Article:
HR Experts discussed that 2020 has been a rough time for businesses and human resource management to operate normally. Virus mitigation strategy that encourages people to focus on public health, including reducing contact with other people as much as possible, creates a homework for HR to restructure their workplace management. This move is predicted to have a long-term impact on business and employees that could pose challenges and opportunities in the HR industry. Here are some challenges and opportunities that lie ahead in 2020.
Winston Churchill said, “To improve is to change, to be perfect is to change often”. The same principle goes to a company. In order to grow, there is a need for a company to change, whether it is the management or the policy. And in a time of crisis like today, organisational restructuring would be essentially needed. In this sense, organisational restructuring does not always mean to cut head counts. There are other alternatives for employers and HR to take rather than laying off employees, such as cut off the unnecessary spending, exchange skilled workers with other employers, offer extra days of unpaid leave, institute shorter work weeks, consider a virtual office, or consider wage of benefit cuts.
Unionisation, the process of organising employees into a labour union, is often avoided by managers but it is very beneficial to an organisation. It provides a means for workers to express their ideas before changes made in the management. However, unionisation requires a check from time to time for better performance in the firm, and because of voice mechanism, an unionised firm often required HR to provide more rational and professional management. This is the work of HR managers to decide whether unionisation should be there in an organisation or not.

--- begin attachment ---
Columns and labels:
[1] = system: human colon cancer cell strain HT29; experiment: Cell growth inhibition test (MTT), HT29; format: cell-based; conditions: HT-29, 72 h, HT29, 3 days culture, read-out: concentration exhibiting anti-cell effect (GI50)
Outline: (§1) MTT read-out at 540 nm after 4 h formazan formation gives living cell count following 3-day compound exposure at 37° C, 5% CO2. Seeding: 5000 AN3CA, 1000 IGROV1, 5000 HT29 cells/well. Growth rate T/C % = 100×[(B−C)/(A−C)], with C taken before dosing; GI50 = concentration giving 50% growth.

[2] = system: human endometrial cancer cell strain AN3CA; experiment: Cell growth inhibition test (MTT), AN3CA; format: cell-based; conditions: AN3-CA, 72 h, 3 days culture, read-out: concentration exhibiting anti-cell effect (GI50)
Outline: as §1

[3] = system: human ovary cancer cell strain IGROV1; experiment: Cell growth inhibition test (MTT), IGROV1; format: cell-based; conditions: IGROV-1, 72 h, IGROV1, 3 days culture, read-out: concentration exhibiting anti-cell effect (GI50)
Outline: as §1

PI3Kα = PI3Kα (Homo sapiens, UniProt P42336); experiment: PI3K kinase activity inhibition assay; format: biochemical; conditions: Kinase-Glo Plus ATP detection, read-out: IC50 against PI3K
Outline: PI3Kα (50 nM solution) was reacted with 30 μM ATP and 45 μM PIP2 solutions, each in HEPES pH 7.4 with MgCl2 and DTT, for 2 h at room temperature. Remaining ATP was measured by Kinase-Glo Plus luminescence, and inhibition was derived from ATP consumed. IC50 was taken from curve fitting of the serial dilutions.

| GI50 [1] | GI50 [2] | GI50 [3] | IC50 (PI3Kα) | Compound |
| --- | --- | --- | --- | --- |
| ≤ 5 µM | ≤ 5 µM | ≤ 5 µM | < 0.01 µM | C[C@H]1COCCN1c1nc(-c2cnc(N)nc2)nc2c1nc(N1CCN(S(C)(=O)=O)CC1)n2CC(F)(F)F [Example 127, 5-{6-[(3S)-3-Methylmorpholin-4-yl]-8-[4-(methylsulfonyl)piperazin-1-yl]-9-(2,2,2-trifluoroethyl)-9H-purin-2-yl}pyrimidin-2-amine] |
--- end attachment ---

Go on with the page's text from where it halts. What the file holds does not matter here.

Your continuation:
Unique to each organisation, culture has many drivers, including organisation’s leadership, product or service, benefits and perks. In cases of crisis and mergers or acquisitions, cultural redefinition is required. HR, in this case, should be the designated keeper of the corporate culture. Companies attract those who find their culture desirable and employees are more engaged in a culture that supports their needs. Whilst realising such cultures in the company would be challenging for HR, it could also open a sense of motivation and purpose for HR to offer a basis for participation in decision-making.
Most people want to learn. Learning is different from being trained. Learning is an environment that promotes the ability to gain knowledge, whether via a course, access to expertise, or participation in innovative projects. Providing a learning environment also promotes challenge, meaning and engenders growth and development.
Frequently, physical relocation is required. The increasing number of dual-career professionals limits individuals flexibility in accepting such assignments and might hinder organisational flexibility in acquiring and developing talent. Resolving these issues would need HR to update its policy and regulations. This would be a challenging task because changing company policy should be aligned with Employment Acts, company’s goals, and employees’ needs. Successfully adapting to more flexible rules, HR could best retain and engage more talents while maintaining productivity in their company.